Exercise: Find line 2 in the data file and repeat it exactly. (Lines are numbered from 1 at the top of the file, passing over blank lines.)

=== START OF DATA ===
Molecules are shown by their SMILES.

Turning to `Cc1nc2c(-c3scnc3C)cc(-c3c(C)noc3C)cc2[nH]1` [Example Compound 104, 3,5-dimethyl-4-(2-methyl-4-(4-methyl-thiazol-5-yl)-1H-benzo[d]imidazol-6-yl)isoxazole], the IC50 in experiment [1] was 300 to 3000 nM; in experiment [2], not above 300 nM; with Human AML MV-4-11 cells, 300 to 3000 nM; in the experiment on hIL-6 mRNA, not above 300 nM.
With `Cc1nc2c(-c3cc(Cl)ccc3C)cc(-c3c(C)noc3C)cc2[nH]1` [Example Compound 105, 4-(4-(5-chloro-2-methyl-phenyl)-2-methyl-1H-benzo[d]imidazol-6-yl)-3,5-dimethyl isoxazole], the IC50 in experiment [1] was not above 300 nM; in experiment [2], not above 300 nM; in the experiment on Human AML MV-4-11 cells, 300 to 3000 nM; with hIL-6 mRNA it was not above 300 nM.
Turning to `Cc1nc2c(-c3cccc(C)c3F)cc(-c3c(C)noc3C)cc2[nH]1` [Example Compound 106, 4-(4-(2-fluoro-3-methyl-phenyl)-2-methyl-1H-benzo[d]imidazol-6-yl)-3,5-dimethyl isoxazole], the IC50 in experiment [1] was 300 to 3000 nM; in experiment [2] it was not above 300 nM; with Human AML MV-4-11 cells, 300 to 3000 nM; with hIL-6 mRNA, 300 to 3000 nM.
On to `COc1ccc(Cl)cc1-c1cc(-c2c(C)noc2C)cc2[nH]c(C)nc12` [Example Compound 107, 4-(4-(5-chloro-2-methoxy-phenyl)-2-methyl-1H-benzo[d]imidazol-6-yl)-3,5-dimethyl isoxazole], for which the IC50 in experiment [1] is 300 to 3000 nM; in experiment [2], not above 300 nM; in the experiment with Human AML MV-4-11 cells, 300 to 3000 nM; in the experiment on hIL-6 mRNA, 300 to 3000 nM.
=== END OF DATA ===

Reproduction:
Turning to `Cc1nc2c(-c3scnc3C)cc(-c3c(C)noc3C)cc2[nH]1` [Example Compound 104, 3,5-dimethyl-4-(2-methyl-4-(4-methyl-thiazol-5-yl)-1H-benzo[d]imidazol-6-yl)isoxazole], the IC50 in experiment [1] was 300 to 3000 nM; in experiment [2], not above 300 nM; with Human AML MV-4-11 cells, 300 to 3000 nM; in the experiment on hIL-6 mRNA, not above 300 nM.